The full SAR lookup tables are too extensive to include in the main paper. However, to illustrate some of the key reaction trends we include Table 1, showing a limited set of SCI substituent classes, with rate coefficients only at 298 K. An interesting feature is the impact of substituent branching and unsaturation on the H-migration rates, where higher branching can slow down the H-migration (e.g. iso-C3H7versus CH3 substituents), contrary to what might be expected based on C–H bond strength correlations. The underlying reason for this trend is the unfavorable interaction between the substituents, and between these and the carbonyl oxide moiety. Double bond conjugation can enhance H-migration (1,4-allyl-migration), or even enable H-migration across wider ranges (e.g. 1,6-allyl-migration). These H-migration reactions all form hydroperoxides, which are expected to predominantly dissociate to OH radicals and a vinoxy radical, affecting the atmosphere oxidative cycles. If no H-atoms suitable for migration are available, the reaction mechanism switches to ring closure reactions. The rate coefficients for reaction with H2O and (H2O)2 are seen to be correlated, i.e. they trace the reactivity of the SCI in a similar manner. The ratio of the rate coefficients varies significantly across the SCI substituent set, where for some SCI the unimolecular decay will be dominant, while for others the reaction with water vapor will be the main loss process. Table 3 shows the SCI classes that are most commonly formed in the atmosphere, and gives information on the relative importance of the loss processes. The sources and speciation of SCI in the atmosphere is discussed in more detail in the following section.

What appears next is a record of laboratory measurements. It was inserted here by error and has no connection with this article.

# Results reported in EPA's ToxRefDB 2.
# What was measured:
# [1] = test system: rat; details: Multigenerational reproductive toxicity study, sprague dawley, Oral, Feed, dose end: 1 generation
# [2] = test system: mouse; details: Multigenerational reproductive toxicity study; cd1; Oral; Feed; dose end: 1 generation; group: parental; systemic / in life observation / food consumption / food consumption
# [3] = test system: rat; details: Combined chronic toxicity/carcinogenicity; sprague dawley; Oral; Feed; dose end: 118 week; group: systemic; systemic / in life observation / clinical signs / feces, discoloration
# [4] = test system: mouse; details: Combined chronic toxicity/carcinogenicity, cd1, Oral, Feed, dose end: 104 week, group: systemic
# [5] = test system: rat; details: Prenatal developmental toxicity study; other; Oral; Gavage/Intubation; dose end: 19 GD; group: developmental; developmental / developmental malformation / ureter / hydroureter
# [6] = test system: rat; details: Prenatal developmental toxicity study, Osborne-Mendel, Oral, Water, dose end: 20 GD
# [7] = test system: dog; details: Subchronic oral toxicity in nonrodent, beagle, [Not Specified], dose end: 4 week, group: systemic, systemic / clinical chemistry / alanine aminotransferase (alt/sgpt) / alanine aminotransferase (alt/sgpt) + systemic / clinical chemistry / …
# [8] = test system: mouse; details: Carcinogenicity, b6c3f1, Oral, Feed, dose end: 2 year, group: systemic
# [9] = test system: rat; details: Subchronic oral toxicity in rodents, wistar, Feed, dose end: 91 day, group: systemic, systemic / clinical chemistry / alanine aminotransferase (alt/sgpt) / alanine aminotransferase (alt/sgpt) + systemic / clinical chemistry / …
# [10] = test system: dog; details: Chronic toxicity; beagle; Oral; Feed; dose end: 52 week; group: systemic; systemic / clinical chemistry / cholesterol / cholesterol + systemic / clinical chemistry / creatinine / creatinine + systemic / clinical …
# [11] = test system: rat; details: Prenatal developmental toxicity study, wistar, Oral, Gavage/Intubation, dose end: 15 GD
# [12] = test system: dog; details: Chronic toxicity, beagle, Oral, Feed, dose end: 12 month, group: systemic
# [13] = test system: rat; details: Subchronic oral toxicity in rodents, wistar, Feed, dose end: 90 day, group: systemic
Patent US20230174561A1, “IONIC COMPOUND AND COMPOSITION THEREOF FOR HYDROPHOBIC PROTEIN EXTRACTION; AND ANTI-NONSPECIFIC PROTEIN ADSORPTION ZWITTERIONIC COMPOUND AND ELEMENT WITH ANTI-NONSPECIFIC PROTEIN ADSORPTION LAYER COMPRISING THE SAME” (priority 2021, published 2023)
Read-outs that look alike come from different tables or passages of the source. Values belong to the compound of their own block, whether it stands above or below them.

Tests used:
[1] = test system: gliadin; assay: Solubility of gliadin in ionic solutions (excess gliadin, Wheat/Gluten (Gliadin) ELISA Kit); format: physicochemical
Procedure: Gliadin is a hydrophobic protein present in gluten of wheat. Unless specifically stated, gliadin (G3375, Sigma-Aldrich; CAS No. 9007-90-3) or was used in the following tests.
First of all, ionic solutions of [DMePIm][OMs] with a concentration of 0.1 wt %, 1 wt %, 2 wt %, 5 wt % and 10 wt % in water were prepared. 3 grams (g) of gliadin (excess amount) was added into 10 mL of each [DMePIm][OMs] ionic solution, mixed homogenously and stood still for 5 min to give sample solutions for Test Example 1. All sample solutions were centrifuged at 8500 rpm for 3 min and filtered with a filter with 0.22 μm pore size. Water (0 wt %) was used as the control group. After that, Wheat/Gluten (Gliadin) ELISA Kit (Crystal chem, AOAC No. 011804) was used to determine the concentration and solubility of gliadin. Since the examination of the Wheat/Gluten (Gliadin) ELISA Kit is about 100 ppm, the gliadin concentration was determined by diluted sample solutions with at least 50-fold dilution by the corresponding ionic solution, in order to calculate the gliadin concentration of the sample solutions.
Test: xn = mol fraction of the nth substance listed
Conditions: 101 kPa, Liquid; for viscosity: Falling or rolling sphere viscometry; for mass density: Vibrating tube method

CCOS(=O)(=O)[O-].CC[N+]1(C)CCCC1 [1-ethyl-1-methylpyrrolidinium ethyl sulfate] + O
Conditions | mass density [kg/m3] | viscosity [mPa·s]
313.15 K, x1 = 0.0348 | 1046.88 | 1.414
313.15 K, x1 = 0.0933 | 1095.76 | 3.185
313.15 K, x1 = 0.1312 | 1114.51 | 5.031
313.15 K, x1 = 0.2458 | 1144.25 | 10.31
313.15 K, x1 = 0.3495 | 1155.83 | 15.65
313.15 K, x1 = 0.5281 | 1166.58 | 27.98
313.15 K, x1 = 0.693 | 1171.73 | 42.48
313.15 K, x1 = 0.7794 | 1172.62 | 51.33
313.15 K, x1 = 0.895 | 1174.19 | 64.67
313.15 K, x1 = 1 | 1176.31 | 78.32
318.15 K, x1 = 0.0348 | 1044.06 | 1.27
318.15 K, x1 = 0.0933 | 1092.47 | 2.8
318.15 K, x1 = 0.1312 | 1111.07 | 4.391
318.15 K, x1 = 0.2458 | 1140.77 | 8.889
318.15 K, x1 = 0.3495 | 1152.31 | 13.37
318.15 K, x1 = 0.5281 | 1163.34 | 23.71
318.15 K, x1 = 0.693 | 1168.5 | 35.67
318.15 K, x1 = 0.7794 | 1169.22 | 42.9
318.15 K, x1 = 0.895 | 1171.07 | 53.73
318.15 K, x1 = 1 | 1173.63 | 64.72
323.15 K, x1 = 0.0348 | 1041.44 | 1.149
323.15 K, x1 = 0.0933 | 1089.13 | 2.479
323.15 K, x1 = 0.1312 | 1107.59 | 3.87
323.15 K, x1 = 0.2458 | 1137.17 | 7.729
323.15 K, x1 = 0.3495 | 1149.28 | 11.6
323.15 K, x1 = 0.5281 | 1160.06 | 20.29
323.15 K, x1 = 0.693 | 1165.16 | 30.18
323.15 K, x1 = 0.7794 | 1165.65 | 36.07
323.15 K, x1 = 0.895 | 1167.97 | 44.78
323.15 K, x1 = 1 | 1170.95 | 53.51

More extensive SARs are described formally in the ESI (Sections R, S.5, and T.4), and are recommended for model development. These SARs are expected to be accurate within a factor 5, 10, and 40, respectively, for unimolecular decay, H2O- and (H2O)2 reactions, including error contributions from the quantum chemical calculations, the kinetic analysis, the literature reference data, and statistical errors (see ESI, Sections F.3, R.4, S.6, and T.5), The ESI also extensively tabulates rate coefficients for individual SCI, including the SCI formed from small alkenes, isoprene, α-pinene and β-pinene.